And in fact, he maintains that Republicans are not guilty of “budget cuts.” He says they have increased funds for health care, the social services, and education.  The Mental Health budget, for example, is up $9 million, from $1.159 billion to $1.168 billion. The Health and Senior Services budget is up $12 million, from $855 million to $867 million. And the Social Services budget has increased to $7.07 billion from $6.89 billion. He cited these figures in such a modulated accountant’s voice that it was well nigh impossible to disbelieve him.

And I don’t disbelieve him. I’m sure his figures were accurate. But there were some points he neglected to bring up. The rate of inflation is about 5 percent a year–and higher than that for Medicaid and some social services. But the percentage increases of the items he cited work out to be only:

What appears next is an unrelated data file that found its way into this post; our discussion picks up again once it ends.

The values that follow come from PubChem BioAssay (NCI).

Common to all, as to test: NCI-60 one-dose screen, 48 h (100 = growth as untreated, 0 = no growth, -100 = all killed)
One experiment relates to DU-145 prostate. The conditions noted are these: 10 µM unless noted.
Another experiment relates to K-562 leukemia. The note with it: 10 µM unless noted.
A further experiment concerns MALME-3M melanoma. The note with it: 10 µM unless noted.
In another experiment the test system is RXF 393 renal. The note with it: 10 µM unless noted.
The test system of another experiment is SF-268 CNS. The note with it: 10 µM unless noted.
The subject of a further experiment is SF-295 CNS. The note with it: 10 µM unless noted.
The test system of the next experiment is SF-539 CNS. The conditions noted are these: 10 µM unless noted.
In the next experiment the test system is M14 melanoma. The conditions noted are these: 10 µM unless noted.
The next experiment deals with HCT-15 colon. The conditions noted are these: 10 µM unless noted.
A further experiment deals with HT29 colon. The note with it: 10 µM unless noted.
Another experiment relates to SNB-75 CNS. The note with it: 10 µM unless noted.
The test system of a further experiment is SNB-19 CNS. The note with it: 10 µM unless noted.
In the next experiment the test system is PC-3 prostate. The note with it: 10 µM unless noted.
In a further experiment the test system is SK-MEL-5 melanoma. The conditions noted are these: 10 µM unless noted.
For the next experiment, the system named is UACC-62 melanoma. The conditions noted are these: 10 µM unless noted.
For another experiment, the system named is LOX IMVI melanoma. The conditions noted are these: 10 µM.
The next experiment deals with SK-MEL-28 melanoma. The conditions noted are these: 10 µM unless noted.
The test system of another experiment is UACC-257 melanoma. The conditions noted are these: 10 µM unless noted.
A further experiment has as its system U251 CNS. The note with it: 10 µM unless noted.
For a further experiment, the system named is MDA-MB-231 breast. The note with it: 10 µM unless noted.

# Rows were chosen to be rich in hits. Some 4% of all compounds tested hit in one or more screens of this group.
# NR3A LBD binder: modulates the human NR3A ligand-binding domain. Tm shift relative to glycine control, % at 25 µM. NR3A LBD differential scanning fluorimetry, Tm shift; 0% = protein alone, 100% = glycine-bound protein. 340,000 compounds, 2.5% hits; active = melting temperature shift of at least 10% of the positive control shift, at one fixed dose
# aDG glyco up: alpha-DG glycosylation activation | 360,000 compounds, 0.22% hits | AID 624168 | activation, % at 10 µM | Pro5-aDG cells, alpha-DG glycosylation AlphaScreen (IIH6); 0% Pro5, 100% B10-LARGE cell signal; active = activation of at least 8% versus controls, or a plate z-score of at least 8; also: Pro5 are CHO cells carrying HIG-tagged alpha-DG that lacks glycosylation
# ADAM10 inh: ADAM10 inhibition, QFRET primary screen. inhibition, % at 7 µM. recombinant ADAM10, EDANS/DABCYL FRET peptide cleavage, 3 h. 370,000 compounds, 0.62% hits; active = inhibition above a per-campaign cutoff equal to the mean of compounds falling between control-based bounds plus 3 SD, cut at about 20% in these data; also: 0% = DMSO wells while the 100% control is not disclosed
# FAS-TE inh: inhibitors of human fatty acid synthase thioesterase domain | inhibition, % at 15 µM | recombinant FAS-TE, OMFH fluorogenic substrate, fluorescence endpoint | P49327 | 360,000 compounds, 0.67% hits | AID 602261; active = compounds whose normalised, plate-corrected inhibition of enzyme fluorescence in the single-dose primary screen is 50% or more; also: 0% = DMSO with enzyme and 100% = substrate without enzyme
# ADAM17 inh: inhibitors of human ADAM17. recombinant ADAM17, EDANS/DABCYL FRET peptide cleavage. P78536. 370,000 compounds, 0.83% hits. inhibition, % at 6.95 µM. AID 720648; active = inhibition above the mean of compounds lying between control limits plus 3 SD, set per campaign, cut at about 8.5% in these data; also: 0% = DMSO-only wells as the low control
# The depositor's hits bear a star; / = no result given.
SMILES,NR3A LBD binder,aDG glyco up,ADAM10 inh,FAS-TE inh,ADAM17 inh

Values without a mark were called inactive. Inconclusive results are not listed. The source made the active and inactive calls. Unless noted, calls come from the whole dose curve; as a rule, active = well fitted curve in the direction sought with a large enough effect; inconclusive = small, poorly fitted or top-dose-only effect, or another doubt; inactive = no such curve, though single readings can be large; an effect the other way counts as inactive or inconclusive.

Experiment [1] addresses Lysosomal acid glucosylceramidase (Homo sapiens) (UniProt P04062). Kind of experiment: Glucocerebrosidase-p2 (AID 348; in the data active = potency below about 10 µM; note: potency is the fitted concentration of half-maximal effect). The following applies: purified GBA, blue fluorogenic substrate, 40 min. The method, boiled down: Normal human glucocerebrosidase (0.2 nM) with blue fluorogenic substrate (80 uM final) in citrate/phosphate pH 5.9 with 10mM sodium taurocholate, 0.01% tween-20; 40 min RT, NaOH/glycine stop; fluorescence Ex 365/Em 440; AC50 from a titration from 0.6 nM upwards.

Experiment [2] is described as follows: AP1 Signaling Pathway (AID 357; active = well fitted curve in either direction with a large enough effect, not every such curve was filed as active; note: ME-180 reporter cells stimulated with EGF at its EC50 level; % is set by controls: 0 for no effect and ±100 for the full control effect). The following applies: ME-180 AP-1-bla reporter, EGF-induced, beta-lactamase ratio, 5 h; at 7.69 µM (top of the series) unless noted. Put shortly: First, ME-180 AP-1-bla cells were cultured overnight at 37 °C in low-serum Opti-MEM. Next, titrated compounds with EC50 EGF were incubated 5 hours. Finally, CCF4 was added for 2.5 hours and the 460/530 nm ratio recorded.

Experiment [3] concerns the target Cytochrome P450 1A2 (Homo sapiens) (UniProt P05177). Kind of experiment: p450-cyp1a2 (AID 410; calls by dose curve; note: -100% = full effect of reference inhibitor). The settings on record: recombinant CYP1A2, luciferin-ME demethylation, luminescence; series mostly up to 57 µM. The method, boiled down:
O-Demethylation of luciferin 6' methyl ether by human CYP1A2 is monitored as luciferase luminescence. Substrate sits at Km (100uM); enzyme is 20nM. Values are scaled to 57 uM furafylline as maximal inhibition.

• up .78 percent for Mental Health funding.
  • up 1.4 percent for Health and Senior Services funding.
  • up 2.61 percent for Social Services funding.

Representative Stream sounded so trustworthy, even generous, when he cited all those increases. But he did glide right by the fact that the budgeted increases are staring at inflationary pressures from the bottom of a well. And we owe even those skimpy increases to reliance on federal funds and deep slashes to state funds, such as the cuts to Mental Health Services, affecting thousands of children and adults with severe mental illness or developmental disabilities.